Another strategy to prevent gastric cancer would be through H. pylori eradication. Recognition of the causal role of chronic H. pylori infection in gastric cancer led some authors by 2005 to call for broad-scale programmes to eradicate the infection as a way to prevent the disease.65 However, no countries with high burden of gastric cancer have yet implemented a population-based H. pylori eradication programme. Some of this inaction may reflect doubts about the effectiveness of H. pylori eradication in preventing gastric cancer as there are still scant data available from randomized clinical trials.66,67 Recently, a new meta-analysis of all six reported randomized trials among asymptomatic adults estimated a benefit (relative risk=0.66, 95% confidence interval [CI], 0.46 to 0.95).68 In 2012, a trial in a general population of adults in China reported a statistically significant reduction in gastric cancer risk following treatment after 15 years of follow-up (4.6% in control group, 3.0% in treated group; odds ratio, 0.61; 95% CI, 0.38 to 0.96).69 Two trials have assessed the effect of H. pylori treatment after endoscopic mucosal resection of early gastric cancer.70,71 One of the trials, in Japan, reported a statistically significant reduction in risk of metachronous gastric cancer.71 Risk also appeared lower in a study conducted in the Republic of Korea, but the result was not statistically significant.70 Although these results of randomized trials indicate that H. pylori treatment may lower gastric cancer incidence by 30% to 40%, there are important limitations to the available data. Firstly, the meta-analysis finding is based on relatively few trials, many of which had too few cancer endpoints to contribute much weight to the analyses. Secondly, because of the relative paucity of endpoint data, the estimated size of the overall beneficial effect of treatment is likely to be imprecise. Thirdly, the larger trials were all conducted among middle-aged adults in Asia, notably in China, and the generalizability of their results to other populations is not certain. Lastly, the trials do not provide direct data on the feasibility, costs, effectiveness, and adverse effects of treatment programmes as they are applied in community settings.72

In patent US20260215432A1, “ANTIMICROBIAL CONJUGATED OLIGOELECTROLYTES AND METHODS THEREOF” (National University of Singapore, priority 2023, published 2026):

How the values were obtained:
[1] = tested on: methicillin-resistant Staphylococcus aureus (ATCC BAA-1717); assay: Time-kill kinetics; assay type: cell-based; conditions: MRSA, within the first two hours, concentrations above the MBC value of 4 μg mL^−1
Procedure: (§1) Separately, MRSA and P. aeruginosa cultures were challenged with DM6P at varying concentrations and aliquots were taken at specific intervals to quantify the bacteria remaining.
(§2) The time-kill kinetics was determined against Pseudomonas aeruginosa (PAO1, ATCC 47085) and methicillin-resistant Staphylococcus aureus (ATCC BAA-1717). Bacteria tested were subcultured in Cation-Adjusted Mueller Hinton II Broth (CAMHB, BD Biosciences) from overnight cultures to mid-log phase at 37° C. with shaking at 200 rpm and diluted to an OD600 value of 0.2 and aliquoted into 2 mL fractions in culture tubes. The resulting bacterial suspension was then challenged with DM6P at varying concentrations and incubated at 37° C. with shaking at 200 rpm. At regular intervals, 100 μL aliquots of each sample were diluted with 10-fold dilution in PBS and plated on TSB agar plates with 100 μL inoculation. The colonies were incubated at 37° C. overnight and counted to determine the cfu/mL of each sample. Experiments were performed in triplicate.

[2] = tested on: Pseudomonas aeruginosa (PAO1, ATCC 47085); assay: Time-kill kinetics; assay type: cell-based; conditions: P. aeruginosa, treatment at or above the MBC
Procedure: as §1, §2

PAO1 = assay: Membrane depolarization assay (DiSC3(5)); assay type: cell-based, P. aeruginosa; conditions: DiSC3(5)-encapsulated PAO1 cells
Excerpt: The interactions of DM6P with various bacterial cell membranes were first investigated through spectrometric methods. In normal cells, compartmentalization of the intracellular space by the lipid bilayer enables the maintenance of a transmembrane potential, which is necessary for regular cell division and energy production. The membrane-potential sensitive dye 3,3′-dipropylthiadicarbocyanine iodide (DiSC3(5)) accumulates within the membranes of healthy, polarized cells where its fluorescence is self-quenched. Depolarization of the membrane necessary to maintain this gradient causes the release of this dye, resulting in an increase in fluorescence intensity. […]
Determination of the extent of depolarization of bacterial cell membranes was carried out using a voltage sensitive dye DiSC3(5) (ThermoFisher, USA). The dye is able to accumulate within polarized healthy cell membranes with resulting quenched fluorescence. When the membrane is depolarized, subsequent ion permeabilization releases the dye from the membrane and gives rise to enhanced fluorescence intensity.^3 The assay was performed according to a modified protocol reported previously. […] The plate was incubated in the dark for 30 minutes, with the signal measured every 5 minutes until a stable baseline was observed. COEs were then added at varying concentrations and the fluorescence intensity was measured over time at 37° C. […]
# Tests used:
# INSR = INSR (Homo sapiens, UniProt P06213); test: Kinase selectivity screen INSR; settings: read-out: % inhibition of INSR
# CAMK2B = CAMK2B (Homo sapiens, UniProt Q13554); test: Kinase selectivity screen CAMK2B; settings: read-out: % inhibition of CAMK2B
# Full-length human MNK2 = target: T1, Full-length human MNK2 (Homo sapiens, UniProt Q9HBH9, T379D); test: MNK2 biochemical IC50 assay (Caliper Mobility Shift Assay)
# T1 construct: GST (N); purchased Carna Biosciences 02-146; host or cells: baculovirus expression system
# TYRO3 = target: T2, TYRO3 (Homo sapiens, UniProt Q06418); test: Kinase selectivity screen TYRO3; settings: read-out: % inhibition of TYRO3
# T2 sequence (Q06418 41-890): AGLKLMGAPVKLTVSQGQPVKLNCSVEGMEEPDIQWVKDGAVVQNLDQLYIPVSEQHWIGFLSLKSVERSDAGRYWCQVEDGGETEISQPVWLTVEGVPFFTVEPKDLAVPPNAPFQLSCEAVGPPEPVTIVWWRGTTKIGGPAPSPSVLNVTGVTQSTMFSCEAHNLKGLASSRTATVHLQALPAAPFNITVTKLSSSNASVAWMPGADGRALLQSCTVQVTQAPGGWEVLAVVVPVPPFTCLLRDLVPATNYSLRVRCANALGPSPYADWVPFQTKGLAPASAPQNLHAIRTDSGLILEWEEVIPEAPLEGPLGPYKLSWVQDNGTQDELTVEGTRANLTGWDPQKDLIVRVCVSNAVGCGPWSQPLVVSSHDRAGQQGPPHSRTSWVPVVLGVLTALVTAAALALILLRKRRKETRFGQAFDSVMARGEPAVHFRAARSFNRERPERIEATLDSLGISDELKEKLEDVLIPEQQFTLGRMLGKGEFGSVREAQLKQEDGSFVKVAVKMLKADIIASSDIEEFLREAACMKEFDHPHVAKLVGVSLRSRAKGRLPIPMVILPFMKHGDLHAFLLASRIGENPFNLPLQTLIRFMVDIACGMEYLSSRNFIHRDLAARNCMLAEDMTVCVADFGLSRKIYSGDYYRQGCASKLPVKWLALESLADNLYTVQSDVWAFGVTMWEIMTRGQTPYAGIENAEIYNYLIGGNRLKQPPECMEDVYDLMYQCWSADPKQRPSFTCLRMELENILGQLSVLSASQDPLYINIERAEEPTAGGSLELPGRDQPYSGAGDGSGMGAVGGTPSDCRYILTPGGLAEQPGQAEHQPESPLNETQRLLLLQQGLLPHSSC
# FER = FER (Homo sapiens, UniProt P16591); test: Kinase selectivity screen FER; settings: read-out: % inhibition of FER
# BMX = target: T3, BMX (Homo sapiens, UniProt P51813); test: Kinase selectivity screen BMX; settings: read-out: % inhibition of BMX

A recently published report of a working group of the IARC of the WHO concluded that-randomized clinical trials have found that H. pylori treatment is effective in preventing gastric cancer, and models indicate that H. pylori screening and treatment strategies would be cost-effective. However, uncertainties remain about the generalizability of results and about the cost-effectiveness and possible adverse consequences of programmes applied in community settings. The Working Group therefore recommends that countries explore the possibility of introducing population-based H. pylori screening and treatment programmes, but cautions that decisions as to whether and how to implement H. pylori testing and treatment must hinge on local considerations of disease burden, other health priorities, and cost-effectiveness analyses. Moreover, these programmes should be implemented in conjunction with a scientifically valid assessment of programme processes, feasibility, effectiveness, and possible adverse consequences."73,74